No one should confuse these shifts in government policy with vacillation or weakness. Over the past 12 years, the authorities and their proxies have frequently resorted to selective but brutal force to safeguard their interests. Quite a few journalists and activists have been killed for crossing those in power. Make no mistake: If anyone tries to challenge the current rulers' control over Russia's major economic assets in a comprehensive way, things will get nasty very fast.
Let's not forget: Putin and his ilk are not German Social Democrats. They aren't waiting philosophically for someone to come along and tell them to leave office. Given Russian history, they are perfectly justified in assuming that losing power will mean losing their ill-gotten gains, their personal freedom, and perhaps their lives as well. I doubt that they can be persuaded to leave through the power of moral suasion.
But you certainly can't blame educated Russians for wanting to choose the latter path. For their sake, I hope it works. I'm just not optimistic.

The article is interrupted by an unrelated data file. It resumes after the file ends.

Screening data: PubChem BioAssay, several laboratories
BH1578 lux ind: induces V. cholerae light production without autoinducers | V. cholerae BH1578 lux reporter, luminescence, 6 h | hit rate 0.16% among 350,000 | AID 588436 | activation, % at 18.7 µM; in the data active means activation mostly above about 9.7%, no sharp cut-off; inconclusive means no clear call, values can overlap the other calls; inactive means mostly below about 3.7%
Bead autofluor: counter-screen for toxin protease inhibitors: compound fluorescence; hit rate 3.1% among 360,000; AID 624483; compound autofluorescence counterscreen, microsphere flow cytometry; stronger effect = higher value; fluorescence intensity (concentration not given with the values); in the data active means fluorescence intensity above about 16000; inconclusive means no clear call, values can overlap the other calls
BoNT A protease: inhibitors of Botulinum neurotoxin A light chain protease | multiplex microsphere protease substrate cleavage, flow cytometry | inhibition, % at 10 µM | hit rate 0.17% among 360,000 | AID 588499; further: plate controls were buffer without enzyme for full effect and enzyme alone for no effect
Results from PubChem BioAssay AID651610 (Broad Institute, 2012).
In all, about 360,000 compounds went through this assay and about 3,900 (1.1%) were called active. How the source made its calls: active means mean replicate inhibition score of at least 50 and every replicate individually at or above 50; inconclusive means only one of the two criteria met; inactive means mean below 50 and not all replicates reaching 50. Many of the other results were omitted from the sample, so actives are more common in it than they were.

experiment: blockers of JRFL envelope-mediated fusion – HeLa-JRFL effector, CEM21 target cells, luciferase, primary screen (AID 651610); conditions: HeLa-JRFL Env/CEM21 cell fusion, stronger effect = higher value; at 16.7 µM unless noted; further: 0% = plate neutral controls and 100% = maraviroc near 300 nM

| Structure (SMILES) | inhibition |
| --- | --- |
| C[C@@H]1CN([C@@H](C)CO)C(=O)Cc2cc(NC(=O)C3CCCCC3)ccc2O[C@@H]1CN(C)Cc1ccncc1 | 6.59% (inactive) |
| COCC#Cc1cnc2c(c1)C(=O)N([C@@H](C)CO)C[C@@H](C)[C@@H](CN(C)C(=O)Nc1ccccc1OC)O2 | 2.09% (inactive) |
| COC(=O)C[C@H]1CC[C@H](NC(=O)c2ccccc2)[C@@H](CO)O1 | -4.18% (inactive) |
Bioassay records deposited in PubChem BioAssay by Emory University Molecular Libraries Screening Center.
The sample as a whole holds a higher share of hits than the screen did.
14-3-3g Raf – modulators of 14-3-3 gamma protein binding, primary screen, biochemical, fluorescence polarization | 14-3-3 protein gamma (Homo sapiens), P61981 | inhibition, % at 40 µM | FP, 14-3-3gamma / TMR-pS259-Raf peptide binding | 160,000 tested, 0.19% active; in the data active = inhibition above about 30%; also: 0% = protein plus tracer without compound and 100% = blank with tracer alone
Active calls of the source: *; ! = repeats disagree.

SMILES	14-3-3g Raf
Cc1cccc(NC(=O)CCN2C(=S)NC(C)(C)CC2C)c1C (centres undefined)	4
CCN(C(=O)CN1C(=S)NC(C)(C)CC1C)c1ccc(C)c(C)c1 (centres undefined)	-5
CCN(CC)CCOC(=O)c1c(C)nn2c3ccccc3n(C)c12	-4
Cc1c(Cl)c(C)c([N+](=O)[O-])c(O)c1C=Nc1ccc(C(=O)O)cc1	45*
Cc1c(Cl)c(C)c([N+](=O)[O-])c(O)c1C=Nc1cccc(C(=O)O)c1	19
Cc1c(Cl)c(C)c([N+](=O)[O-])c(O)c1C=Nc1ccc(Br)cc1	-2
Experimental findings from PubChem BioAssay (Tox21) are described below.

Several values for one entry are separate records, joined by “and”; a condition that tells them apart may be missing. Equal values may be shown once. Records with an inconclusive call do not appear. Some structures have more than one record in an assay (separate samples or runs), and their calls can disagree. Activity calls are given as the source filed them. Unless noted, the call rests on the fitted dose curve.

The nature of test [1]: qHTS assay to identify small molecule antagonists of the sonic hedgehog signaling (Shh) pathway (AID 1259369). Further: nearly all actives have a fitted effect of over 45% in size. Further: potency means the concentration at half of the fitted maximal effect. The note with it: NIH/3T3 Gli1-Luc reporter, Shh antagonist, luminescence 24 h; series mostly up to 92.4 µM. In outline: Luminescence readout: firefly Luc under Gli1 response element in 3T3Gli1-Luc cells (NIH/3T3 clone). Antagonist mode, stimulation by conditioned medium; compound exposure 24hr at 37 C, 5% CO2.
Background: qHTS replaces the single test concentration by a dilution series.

I earlier mentioned two numbers worth keeping in mind as Putin's second presidency takes shape. The second is the price of oil -- which, I would argue, is a far more likely agent of change than public demonstrations. Even today, after years of putative reform, Russia's economy remains lopsidedly dependent on petroleum. If the price of oil tanks, all of Putin's economic promises to his people go out the window, and that vast silent majority cannot be counted on to remain quiescent.
So how do Putin's prospects look on that front? Right now Brent crude is trading at around $112, near its lowest point for the year. But that's still healthy enough to keep Russia's economy cruising along for the foreseeable future, and there are plenty of analysts who believe that prices can only go up. And as my FP colleague Steve LeVine recently noted, Putin has just made a series of shrewd business deals designed to keep the black gold flowing. Whether you like him or not, Vladimir Vladimirovich is still a formidable player, and he hasn't lost his mojo yet.